The box was removed from the damaged bike and the insides studied for wear and damage. Although there were only a few miles on the box it appeared that cruising in overdrive caused some indication of ‘blue shaft’ due to the output bushing rotating faster than the mainshaft while under load with insufficient lubrication. This led to opening up a few clearances and adding figure 8 oil grooves in the output bushing.

This prototype box eventually ended up on a machine prepared by Dave Hansen for a second Bonneville speed record attempt in September 2000. After the record setting run Dave Hanson was asked how every thing went. He replied, “When you are at Bonneville you don’t have time to be nice to your equipment, or worry about its functionality. We abused the four speed overdrive transmission for over ten runs at top speed and it performed flawlessly.” The reason that the Chief box was used for this second run is because the first run was plagued with the machine jumping out of second gear with the crash box during acceleration. The Chief box, being constant mesh, did not jump out of gear.

More thought went into the design and the whole gear cluster was revamped to use a larger diameter mainshaft. Caged needle bearings were used instead of bushings and a thrust bearing installed to take care of the axial thrust caused by operating the clutch. With the use of a bigger mainshaft and caged needle roller bearings, larger diameter case bearings were required. This necessitated making an internally beefed up case casting to accommodate the larger bearings.

Seals were added to all of the external rotating leak paths and the production run of 20 started.

The first production transmission was shipped to Carl Sorenson at Apopka Indian. Carl installed it in his daily rider, a 1948 Chief. To date, he has put over 8000 miles on it with no problems. Carl and three other Chief Overdrive riders took their bikes up to the Springfield Indian Centennial in July 2001.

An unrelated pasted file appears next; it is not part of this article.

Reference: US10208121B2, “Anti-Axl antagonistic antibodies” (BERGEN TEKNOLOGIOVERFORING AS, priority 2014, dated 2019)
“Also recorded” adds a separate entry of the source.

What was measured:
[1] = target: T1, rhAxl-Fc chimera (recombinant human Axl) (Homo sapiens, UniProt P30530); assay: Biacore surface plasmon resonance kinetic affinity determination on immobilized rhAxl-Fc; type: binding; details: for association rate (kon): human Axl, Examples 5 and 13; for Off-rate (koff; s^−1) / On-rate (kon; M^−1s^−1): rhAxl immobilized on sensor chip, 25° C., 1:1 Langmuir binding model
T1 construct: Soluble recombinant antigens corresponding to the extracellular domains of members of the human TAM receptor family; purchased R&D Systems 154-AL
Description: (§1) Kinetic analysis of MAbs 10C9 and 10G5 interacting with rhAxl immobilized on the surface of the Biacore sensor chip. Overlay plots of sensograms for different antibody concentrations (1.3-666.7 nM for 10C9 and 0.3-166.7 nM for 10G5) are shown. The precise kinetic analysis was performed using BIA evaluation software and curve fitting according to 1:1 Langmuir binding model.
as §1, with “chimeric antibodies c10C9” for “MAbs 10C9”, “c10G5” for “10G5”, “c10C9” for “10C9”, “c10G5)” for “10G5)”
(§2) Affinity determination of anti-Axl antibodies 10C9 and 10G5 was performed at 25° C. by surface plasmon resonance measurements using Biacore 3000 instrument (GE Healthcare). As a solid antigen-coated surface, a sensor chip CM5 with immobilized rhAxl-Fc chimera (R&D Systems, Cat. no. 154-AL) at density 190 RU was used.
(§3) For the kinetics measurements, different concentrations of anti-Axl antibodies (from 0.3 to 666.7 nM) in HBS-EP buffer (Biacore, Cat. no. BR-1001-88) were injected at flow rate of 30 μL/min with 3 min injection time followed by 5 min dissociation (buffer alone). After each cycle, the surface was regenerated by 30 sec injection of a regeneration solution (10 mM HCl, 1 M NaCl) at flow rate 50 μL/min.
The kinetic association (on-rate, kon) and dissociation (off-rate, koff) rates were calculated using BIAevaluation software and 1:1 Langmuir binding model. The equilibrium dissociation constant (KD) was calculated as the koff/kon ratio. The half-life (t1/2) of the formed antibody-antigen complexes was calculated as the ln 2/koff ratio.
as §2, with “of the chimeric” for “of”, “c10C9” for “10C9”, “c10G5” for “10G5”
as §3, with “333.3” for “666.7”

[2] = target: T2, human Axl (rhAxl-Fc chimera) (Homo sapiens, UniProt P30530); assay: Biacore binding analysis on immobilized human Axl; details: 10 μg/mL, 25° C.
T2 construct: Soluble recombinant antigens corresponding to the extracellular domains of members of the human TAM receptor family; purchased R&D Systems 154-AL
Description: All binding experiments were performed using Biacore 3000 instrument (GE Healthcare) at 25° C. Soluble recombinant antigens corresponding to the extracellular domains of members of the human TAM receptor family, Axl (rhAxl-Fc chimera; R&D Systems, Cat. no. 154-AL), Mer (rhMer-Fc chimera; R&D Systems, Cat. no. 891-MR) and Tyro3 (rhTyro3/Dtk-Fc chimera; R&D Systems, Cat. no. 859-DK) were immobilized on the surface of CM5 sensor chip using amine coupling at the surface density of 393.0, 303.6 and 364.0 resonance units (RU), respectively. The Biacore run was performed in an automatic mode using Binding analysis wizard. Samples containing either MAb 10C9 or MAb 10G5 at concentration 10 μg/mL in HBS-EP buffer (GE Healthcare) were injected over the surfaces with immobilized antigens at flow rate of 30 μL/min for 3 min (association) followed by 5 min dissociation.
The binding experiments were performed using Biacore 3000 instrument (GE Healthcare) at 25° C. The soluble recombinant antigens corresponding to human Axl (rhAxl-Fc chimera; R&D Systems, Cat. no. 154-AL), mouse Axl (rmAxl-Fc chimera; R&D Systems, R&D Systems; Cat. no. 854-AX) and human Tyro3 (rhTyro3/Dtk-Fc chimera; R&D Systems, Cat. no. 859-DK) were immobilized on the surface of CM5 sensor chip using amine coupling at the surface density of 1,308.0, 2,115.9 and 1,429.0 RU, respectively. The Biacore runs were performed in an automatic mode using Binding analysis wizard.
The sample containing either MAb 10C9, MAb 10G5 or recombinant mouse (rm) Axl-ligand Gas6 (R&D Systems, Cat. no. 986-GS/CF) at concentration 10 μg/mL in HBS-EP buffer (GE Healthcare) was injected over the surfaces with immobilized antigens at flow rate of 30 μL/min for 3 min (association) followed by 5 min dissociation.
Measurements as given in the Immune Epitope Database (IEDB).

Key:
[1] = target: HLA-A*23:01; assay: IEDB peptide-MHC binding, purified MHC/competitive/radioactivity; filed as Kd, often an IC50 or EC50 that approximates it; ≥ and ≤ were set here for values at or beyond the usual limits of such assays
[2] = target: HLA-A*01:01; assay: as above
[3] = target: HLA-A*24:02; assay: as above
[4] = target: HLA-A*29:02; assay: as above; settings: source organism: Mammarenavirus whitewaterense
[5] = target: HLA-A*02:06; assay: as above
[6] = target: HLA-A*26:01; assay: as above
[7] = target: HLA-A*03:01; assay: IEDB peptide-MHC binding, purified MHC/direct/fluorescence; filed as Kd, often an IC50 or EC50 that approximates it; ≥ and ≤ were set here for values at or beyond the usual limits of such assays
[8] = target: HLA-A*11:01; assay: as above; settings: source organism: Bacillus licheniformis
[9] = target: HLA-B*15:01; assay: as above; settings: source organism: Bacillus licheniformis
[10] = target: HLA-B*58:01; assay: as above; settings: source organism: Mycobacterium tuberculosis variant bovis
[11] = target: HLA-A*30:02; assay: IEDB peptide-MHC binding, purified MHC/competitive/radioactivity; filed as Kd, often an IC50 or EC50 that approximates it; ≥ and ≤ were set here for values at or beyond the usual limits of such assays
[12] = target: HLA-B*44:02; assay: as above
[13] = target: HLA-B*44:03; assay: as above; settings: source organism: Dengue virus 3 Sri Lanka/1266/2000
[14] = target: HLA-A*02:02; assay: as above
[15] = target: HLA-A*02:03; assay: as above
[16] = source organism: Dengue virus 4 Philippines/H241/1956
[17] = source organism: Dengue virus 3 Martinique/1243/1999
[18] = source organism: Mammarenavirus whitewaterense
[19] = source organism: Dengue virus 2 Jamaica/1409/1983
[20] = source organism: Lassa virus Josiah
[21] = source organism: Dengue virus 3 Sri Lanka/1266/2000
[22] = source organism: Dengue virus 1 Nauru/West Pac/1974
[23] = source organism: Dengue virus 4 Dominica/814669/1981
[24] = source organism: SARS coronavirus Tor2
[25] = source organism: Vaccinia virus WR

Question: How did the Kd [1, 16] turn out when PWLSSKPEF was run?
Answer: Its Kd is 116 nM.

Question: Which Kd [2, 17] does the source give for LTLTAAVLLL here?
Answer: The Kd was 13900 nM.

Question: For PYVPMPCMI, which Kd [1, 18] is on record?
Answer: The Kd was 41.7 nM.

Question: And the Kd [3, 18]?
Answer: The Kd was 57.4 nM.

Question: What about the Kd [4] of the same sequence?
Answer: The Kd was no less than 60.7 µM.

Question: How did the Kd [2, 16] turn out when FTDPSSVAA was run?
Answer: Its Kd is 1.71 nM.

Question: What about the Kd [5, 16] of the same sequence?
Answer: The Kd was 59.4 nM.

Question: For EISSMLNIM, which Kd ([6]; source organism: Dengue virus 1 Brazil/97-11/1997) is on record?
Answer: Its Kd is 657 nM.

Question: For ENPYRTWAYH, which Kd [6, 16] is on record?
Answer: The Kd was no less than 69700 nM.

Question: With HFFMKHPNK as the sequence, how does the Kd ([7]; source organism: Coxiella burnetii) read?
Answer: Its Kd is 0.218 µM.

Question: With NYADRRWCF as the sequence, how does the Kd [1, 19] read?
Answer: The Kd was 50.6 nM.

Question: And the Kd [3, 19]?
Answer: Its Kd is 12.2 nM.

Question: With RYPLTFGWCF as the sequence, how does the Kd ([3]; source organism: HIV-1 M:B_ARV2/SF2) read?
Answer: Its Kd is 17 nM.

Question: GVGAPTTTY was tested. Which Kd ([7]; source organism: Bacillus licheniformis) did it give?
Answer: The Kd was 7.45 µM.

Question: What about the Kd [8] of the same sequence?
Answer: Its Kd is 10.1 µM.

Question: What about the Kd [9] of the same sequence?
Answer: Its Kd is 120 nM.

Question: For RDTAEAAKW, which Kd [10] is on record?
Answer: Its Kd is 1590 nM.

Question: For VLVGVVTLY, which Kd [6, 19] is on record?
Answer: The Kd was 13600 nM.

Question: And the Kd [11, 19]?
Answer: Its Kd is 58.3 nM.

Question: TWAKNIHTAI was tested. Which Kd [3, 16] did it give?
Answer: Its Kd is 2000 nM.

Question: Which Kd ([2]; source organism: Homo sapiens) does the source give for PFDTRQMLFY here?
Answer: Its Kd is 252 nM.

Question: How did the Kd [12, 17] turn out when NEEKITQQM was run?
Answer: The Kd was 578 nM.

The first transmission design was for a late model (1940-1953) Chief. Then parts for the rigid frame (1935-1939) Chief were added to the inventory. An overdrive unit for the Scout will probably be in the future plans if there is sufficient demand.

As Mark Hanlons’ other business interests blossomed, he found that the Chief project was taking too much time away from them and decided to sell the project, with the result that in 2002 the designer, (Frank Byford), and Irongate Machine, (Kerry Byford and Rick Rudy) bought the project complete. After the Lawyers, paperwork and all the bureaucratic stuff was completed the current production run of 50 was started in June 2002 with deliveries the first week in February 2003.

A number of wonderful people helped throughout the project for which a hearty thank-you is in order. Some of those who helped the project along the way were Thaine Morris, Dave Hansen, Carl Sorenson, Wilson Plank, Greg Hutchinson, Bob Stark, Gary Stark; Mike “Kiwi” Thomas; Jerry Greer, Jody van Meter, those loving and understanding wives, all of the vendors and other participants, because, without their help and perseverance, the project would have taken much longer to complete.